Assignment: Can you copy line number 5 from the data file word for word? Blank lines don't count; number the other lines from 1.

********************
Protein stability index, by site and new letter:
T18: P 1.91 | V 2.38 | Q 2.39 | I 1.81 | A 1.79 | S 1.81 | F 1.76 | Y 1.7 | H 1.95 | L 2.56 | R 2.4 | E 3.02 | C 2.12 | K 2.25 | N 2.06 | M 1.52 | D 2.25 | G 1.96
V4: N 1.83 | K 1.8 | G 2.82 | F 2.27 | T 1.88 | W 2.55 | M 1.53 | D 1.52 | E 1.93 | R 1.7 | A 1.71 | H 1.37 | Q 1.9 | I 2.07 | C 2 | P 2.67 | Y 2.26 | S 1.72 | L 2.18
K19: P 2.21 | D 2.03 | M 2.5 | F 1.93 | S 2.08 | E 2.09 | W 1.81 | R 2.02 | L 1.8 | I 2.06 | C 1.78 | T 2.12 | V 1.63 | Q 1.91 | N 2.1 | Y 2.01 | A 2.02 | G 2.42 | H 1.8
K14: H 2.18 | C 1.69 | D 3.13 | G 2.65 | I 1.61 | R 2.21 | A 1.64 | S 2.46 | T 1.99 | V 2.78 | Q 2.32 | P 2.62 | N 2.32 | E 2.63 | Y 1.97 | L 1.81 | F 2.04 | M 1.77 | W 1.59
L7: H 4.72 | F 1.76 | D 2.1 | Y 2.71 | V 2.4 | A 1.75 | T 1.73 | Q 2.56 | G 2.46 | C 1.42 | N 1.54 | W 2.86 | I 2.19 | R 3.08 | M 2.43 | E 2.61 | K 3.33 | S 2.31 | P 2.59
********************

K14: H 2.18 | C 1.69 | D 3.13 | G 2.65 | I 1.61 | R 2.21 | A 1.64 | S 2.46 | T 1.99 | V 2.78 | Q 2.32 | P 2.62 | N 2.32 | E 2.63 | Y 1.97 | L 1.81 | F 2.04 | M 1.77 | W 1.59